ngin - Norfolk Genetic Information Network

3 May 2002

Mail & Guardian (Johannesburg, South Africa)
May 3, 2002

Genetically modified (GM) foods contribute to the inflationary trend in the cost of food to South Africans, according to Glenn Ashton, a prominent anti-GM product campaigner.

The issue was raised at the third annual food and beverage safety compliance conference in Rosebank, Johannesburg, held earlier this week under the auspices of the Institute of International Research. Concerns were also raised about the lack of consultation over the introduction of GM foods and crops in South Africa.

The conference heard that, due to market demands, many producers and suppliers now insist on GM-free products and ingredients. Ashton said that the estimated increase of between 0,5% and 5% that the segregation of GM and non-GM crops costs, introduced an unnecessary and uninvited inflationary trend. He said that neither farmers nor food producers would willingly accept the cost of segregating GM products. Instead this would be passed on to consumers.

Several speakers said that the current types of GM crops offer consumers no advantage whatsoever. It is therefore unacceptable that users bear the costs should negative financial, health or environmental effects occur.

Ashton highlighted the fact that any negative health, environmental or financial results of using GM crops or food are uninsurable. Recent Australian and British insurance industry sources claimed that GM food and crops are as uninsurable as war or nuclear accidents.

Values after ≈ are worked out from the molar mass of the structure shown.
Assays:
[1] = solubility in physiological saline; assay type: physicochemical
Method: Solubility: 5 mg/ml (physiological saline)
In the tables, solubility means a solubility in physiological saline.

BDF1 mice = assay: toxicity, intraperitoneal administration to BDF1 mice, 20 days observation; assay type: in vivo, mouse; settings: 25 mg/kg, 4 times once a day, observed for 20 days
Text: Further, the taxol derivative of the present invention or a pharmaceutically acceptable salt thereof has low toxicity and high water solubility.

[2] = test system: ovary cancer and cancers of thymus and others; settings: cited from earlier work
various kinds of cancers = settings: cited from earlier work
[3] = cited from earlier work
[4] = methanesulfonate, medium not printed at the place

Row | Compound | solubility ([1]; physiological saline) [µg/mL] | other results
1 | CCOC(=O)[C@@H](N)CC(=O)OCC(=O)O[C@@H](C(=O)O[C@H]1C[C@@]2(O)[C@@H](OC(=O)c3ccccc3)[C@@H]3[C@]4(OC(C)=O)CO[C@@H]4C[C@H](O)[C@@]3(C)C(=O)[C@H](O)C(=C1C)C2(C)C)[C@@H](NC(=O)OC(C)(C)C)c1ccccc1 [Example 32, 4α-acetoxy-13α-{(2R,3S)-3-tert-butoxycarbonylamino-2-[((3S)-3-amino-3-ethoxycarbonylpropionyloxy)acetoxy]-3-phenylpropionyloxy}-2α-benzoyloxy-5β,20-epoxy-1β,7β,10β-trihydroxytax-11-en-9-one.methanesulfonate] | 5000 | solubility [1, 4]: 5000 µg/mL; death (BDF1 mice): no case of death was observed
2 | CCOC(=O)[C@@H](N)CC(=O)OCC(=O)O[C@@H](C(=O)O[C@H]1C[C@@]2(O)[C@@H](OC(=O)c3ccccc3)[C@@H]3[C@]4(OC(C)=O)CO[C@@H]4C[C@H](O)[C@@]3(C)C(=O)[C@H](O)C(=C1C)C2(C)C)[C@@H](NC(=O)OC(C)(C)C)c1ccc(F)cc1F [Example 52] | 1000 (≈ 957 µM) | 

"It seems crazy that those who benefit most from these crops ­ the multi- national corporations that are introducing these crops into the food chain - do not bear full liability. On the other hand, the food and beverage industry and consumers are expected to bear not only the costs
of segregation but also the significant risks introduced by this untested technology," said Ashton.

Ashton cited several animal-feeding studies that linked problems with the digestive system and other serious ailments to the use of GM products. These studies warned of the dangers posed by the introduction of GM white maize into the market this year.

"It is really ironic that our government interrogates the scientific and economic issues surrounding the HIV/Aids debate and the vested interests of the pharmaceutical industry on one hand, yet on the other allows the poorest, least informed majority of our nation to be involuntarily involved in an unprecedented dietary experiment by multinational corporations," said Ashton. "This must be seen in light of a recent article raising concerns around potentially negative effects of GM crops, particularly on immuno- suppressed individuals."

Ashton said that the fact that the public is being forced to accept these crops and products into their diet without consultation defies all the democratic principles enshrined in the Constitution.

ngin bulletin archive